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said its first-quarter loss will be narrower than expected on lower-than-forecast revenues and laid out nonspecific plans for more layoffs and potential business divestitures. The company also said its president and chief executive plans to retire this month.

The fiber-optic cable giant also reiterated its belief that its industry is bottoming but also said telecommunications companies continue to reduce their capital spending.

Corning expects to lose 10 cents a share in the first quarter on sales of $900 million. Analysts surveyed by First Call were expecting a loss of 17 cents on sales of $941 million. "Although our telecommunications results remain weak, we are seeing improved results in a number of our information display and advanced materials businesses. Our liquidity remains excellent with over $1.8 billion in cash and short-term investments at the end of the first quarter," the company said.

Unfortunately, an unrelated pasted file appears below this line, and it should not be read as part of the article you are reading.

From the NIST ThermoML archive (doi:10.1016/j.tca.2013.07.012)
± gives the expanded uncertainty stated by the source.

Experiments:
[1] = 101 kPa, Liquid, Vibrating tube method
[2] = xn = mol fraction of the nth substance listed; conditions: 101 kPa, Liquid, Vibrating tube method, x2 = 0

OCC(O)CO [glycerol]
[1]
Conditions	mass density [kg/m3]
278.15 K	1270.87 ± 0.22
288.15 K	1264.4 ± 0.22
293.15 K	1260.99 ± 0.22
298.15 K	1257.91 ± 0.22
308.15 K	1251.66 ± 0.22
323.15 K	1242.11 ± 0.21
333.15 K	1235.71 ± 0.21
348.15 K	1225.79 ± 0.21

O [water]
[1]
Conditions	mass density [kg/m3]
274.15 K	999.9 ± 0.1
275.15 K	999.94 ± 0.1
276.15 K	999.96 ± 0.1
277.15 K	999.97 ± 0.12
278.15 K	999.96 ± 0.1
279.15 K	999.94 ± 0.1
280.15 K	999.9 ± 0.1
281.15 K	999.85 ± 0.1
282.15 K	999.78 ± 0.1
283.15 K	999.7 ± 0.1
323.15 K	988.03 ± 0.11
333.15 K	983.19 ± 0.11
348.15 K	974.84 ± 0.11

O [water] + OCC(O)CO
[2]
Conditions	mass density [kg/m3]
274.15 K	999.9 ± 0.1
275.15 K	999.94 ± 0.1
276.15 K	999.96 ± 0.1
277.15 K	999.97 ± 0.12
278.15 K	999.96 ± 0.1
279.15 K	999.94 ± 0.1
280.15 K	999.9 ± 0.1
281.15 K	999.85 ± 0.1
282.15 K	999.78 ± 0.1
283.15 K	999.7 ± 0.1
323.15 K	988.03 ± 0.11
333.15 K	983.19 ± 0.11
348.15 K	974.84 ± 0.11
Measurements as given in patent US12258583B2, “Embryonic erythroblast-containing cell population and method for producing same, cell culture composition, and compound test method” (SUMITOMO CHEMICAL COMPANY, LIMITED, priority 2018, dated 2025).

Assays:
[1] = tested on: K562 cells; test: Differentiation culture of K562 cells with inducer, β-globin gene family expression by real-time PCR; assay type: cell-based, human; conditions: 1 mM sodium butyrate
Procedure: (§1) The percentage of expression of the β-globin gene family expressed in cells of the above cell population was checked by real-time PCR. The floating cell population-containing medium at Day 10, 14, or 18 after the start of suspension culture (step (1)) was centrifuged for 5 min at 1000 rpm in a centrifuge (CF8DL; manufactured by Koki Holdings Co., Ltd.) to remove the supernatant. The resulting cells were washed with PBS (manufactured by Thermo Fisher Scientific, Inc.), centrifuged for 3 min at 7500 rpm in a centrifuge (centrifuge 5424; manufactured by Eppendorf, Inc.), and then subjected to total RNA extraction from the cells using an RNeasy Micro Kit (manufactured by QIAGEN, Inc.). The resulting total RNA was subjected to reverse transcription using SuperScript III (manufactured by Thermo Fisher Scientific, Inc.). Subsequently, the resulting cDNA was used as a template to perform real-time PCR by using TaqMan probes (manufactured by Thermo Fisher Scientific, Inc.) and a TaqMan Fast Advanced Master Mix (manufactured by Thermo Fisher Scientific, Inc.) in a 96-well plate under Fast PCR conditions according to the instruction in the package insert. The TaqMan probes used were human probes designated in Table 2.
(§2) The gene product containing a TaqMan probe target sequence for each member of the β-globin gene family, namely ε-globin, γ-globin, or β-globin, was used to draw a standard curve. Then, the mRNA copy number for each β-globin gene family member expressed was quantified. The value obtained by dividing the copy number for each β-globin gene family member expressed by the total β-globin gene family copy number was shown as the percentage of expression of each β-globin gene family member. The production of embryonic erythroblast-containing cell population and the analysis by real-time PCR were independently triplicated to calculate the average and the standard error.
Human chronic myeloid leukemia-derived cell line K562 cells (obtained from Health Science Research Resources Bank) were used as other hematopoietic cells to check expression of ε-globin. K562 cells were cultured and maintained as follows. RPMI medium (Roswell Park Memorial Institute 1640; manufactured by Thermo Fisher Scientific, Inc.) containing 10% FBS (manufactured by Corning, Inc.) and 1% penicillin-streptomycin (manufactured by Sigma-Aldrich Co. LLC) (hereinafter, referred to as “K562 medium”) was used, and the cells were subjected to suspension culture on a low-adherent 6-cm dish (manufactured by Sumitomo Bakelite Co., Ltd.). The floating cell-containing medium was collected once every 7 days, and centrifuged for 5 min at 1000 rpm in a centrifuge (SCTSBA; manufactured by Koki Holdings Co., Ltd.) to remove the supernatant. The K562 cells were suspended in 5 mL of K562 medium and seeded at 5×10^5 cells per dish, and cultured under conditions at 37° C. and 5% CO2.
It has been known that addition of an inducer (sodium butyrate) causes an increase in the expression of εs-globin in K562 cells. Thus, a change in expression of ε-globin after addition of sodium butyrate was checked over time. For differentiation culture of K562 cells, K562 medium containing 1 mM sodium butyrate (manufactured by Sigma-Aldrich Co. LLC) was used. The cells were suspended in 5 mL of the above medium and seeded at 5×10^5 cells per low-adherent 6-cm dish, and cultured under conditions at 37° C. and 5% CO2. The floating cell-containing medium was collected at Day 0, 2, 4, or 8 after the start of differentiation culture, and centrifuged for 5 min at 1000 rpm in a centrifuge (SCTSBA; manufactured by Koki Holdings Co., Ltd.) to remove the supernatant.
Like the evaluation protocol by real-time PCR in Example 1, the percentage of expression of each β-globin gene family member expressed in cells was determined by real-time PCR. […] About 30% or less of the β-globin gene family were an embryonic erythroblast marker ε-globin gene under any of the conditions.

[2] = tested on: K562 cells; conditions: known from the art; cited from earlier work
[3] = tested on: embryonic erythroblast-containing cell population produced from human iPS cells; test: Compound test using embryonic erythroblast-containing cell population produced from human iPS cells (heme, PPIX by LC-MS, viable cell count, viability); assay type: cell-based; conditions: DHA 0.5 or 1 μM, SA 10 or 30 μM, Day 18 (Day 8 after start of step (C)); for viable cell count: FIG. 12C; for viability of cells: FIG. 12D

Corning also said John W. Loose, 60, its president and chief executive, will retire on April 25. James R. Houghton, 66, the company's current chairman, will be appointed to the additional position of chief executive. Houghton has been Corning's non-executive chairman since June 2001, and previously served as Corning's chairman and CEO from 1983 to 1996.

The company expects to take pretax restructuring and impairment charges of about $600 million during the second and third quarters of 2002. "While we have already reduced our operating costs significantly, we must continue to bring our costs and operations more in line with our near-term market outlook and the reality of being a smaller company.'' The company said it would specify the reductions "through a series of announcements as final decisions are reached over the next few months," but said they would include workforce reductions across all operating functions and corporate staffs; consolidation of organizational structures; plant closures; elimination of some research and development facilities; technical spending cuts; and centralization of administrative functions into shared services. The company will also weigh more business divestitures.